Center for Weight Management and Weight Loss Surgery
170 Governors Ave, Medford, MA 02155, Suite 100
Laparoscopic weight loss surgery
All the procedures below can be performed laparoscopically. This means that the surgery is performed through tiny keyhole incisions via a high definition video camera system. This allows much faster recovery, improved pain control and less postoperative complications following surgery.
Adjustable Gastric Banding (Lap-Band™ surgery or Realize™ Band surgery)
The Adjustable Gastric Banding system is the least invasive of all weight loss surgeries. The system includes an adjustable silicon elastomer band that is surgically placed around the stomach. The band induces weight loss by restricting food intake; when eating less, the body draws from its own fat to get the energy it needs.
Approved by the FDA in 2001, adjustable gastric banding is the newest and safest surgical treatment for morbid obesity in the United States. It's also the least invasive and the only adjustable surgical treatment available at this moment.
Since there is no cutting, stapling, or stomach rerouting, it is considered the least traumatic of all weight loss surgeries. This is possible by using laparoscopy to install the band, which offers clear advantages like reduced pain and faster recovery.
The is the only adjustable weight loss surgery; in fact, band adjustment is a regular part of follow up for this procedure and is done without the need of surgery. The amount of food a patient is able to take in can be adjusted by inflating or deflating the band. The band is adjusted as needed depending on your weight loss progress or other reasons like pregnancy or illness.
If for any reason the band needs to be removed, it can be done laparoscopically.
Based on your preference we are happy to implant either the Lap-BandTM System or the RealizeTM Band.
Laparoscopic Roux-en-Y Gastric Bypass
The Roux-en-Y Gastric Bypass is the most commonly performed weight loss surgery procedure in the United States at this time. The laparoscopic Roux-Y Gastric Bypass was introduced in 1993 and since then has become the gold standard procedure.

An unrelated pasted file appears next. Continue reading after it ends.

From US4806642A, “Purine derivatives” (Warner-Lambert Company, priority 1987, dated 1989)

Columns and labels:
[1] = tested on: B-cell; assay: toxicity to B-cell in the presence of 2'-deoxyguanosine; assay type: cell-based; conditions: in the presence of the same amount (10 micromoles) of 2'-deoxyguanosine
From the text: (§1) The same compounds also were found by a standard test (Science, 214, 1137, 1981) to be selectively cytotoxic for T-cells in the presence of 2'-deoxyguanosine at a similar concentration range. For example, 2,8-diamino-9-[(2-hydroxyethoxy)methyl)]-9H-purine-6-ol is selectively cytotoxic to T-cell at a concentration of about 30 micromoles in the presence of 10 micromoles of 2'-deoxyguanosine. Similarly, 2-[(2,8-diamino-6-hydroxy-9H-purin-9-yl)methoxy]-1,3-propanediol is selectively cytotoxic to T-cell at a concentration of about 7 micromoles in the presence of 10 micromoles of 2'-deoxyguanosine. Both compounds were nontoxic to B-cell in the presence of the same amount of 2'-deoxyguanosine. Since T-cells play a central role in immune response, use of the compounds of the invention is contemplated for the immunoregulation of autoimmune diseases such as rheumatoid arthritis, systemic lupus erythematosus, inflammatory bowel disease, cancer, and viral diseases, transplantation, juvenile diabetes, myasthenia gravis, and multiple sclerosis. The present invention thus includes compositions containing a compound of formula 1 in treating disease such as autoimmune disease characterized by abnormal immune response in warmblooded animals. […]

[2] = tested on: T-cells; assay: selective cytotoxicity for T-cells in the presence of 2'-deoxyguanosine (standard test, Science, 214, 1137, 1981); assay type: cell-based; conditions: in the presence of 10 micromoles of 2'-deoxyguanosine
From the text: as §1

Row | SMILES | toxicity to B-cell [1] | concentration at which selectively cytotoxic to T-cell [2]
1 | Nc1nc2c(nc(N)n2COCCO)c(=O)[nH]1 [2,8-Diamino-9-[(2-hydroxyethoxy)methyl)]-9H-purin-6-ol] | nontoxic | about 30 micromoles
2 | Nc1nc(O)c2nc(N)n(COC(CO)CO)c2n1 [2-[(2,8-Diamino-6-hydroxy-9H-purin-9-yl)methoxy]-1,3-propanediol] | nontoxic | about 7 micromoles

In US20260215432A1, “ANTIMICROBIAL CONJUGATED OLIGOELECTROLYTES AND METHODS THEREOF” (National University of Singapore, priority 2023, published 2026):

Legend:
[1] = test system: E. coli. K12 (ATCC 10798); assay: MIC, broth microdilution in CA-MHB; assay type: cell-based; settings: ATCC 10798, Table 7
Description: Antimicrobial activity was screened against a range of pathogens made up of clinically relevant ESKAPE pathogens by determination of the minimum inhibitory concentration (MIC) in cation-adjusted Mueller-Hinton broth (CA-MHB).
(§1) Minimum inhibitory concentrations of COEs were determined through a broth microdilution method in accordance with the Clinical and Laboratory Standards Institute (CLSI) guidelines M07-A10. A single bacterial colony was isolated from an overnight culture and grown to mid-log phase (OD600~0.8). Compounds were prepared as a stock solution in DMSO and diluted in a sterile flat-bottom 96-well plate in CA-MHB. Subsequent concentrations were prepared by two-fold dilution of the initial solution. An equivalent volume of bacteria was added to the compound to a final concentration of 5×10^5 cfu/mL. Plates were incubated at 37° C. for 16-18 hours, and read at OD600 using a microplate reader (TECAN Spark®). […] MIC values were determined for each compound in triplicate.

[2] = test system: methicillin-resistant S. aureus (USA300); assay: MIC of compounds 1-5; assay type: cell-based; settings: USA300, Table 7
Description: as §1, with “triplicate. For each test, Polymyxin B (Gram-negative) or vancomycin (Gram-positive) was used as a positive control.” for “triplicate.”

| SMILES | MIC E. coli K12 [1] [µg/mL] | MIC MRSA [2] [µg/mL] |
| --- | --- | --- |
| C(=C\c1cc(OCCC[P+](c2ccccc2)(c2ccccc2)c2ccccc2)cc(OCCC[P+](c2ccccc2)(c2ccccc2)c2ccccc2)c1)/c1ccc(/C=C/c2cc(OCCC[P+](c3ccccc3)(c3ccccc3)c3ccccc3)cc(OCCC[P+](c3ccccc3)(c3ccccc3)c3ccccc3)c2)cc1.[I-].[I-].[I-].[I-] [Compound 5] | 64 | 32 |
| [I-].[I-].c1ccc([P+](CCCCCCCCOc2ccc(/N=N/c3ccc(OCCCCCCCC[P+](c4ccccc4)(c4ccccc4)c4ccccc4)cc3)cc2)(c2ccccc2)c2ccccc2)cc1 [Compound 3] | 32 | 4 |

During surgery, a surgical stapling device is used to divide the upper stomach and create a tiny stomach "pouch" at the upper end. This pouch is shaped to be about the size of your thumb, and will hold 30 ml or less. This means that 2-3 tiny bites of food is all a patient can hold, and this restriction on the amount of food eaten is the main way that the Gastric Bypass promotes weight loss.
Food leaves this tiny stomach pouch into a segment of small intestine (the Roux limb), which is brought up from the mid-abdomen and is surgically attached to the stomach pouch. This small intestine cannot handle concentrated calories. If the patient consumes foods that contains sugar or fat this segment of intestine reacts by creating a temporary illness called dumping syndrome. For best weight loss patients should stay away from sugar and other carbohydrates - the thought of dumping syndrome seems to help change habits away from these types of food.
Laparoscopic Sleeve Gastrectomy
The sleeve gastrectomy has recently been recognized as a fully efficient weight loss procedure, but it has been utilized as the first stage of a complex two stage operation, the duodenal switch.
During sleeve gastrectomy the stomach is longitudinally stapled and divided and the result will be a narrow tube, which significantly limits food intake and controls hunger. Since no re-routing of the small intestine takes place, malabsorption is not a problem. The operation is faster and safer than a gastric bypass and can be used as stage procedure in individuals who represent very high operative risk.
Five year weight loss results are almost as good as what we experience with the gastric bypass and resolution of comorbid conditions is also very effective.
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Tuesday, February 25 2014 14:04